Dinosaurs Come to Life in Field Museum’s New ‘Jurassic World’

Article provided by the Daily Herald.

dinos-FMDinosaurs have always been one of The Field Museum’s biggest draws, and this summer fans of the prehistoric creatures will find even more to get excited about. A massive tent outside the museum through Jan. 7 brings to life the excitement of “Jurassic World,” using a mix of animatronics and puppetry to portray the friendly and frightening dinosaurs in the blockbuster science fiction film.

“There are no dinosaurs in the world that are anything close to this,” said Tom Zaller, president and CEO of Imagine Exhibitions, the exhibit’s creators. “My goal from the beginning was to take you to ‘Jurassic World.'”

Visitors enter into a room designed to resemble a ferry, which takes them to the island theme park. After stepping through the gates — and listening to the film’s iconic score — they are greeted by enormous animatronic dinosaurs accompanied by plaques and screens that share details on the fictional park and quotes from the movie’s characters. Orange signs provide real science facts for those who want a bit of education to go with the impressive special effects.

“It’s fiction, but you want to immerse people in it,” Zaller said. “Everything that we do has an educational bent to it. We draw you in with the wonder and then you learn something.”

“Jurassic World” was developed as part of a partnership with Universal Studios that included consultation with the film’s paleontology advisor. The exhibit debuted in Melbourne, Australia, before heading to the Franklin Institute in Philadelphia and making its third stop in Chicago.

“We were approached by Imagine Exhibition and they said, ‘You guys do dinosaurs? Have we got a show for you!” said Tom Skwerski, director of exhibit operations for The Field Museum. “Of all the places in Chicago this is where we should be — with our collection of fossils and natural history.”

The problem was that “Jurassic World” was too big, needing more space than both of the museum’s rotating exhibit spaces combined. The ceilings in those galleries are 18 feet while the animatronic brachiosaurus in “Jurassic World” extends its long neck up to 22 feet.

“We literally could not fit it in our building,” Skwerski said.

The solution was a 16,500-square-foot, 40-foot-tall tent set up outside the museum. Attendees are guided through the tent since there are many timed components, including a raptor handling show where performers use costumes designed by the producers of “Walking with Dinosaurs” to portray the creatures the original “Jurassic Park” trilogy and the 2015 “Jurassic World” sequel made famous. Each show is a bit different based on visitor reactions.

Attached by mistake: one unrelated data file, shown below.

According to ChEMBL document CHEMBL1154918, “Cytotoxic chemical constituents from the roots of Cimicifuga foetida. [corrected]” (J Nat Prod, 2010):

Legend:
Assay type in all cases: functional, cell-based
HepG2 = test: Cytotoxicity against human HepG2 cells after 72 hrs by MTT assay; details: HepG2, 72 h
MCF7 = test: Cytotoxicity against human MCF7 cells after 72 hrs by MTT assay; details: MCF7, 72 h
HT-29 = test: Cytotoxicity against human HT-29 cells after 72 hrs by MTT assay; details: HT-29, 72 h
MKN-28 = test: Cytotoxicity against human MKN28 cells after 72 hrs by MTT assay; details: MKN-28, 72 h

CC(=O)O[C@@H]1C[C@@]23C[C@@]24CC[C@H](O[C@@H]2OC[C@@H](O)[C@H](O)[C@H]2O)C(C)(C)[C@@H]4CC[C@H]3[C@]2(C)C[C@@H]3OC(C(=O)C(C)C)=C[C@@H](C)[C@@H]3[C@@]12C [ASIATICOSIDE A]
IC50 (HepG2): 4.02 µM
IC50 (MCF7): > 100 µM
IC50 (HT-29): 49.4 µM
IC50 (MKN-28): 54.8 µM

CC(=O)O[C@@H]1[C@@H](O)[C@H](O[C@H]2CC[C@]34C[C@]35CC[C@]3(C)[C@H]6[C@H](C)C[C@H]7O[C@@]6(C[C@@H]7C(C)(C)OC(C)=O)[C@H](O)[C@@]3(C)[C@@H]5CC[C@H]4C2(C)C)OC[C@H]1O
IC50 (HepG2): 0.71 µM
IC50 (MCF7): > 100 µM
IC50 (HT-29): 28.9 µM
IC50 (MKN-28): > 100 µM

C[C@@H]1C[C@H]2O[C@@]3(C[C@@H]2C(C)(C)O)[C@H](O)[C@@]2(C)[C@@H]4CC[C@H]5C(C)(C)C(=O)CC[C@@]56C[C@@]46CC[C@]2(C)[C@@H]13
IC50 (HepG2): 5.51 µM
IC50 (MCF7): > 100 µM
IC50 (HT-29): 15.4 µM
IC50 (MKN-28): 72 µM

“They engage with the audience in a way that the animatronics can’t,” Skwerski said.

Visitors can also engage with numerous hands-on components throughout the exhibit. They can touch the skin of an emu or crocodile to learn what a dinosaur might have felt like, examine a dinosaur bone under a microscope and play sounds that probably more realistically reflect the noises dinosaurs made than the dramatic roars heard in the exhibit. There’s also an area focused on kids who can find fossils, create dinosaur hybrids by mixing and matching parts, and use etching plates to make rubbings.

Many props from the movie are on display at “Jurassic World” as well. A laboratory recreates the space where dinosaurs were brought back to life, complete with the same incubators, tables and light fixtures. A Tyrannosaurus rex skull from the film is displayed along with information on the animal’s powerful bite and broad diet. Visitors can linger there before stepping into a paddock to see the massive creature emerge from the shadows and move around as it assaults one of the park’s trucks.

“I think we understand that people come to love dinosaurs in different ways,” Skwerski said. “People come to The Field Museum and love to see Sue, but you wonder what she would look like if you ran into her when she was alive. There’s a blending of science and science fiction — otherwise it wouldn’t be ‘Jurassic World.'”

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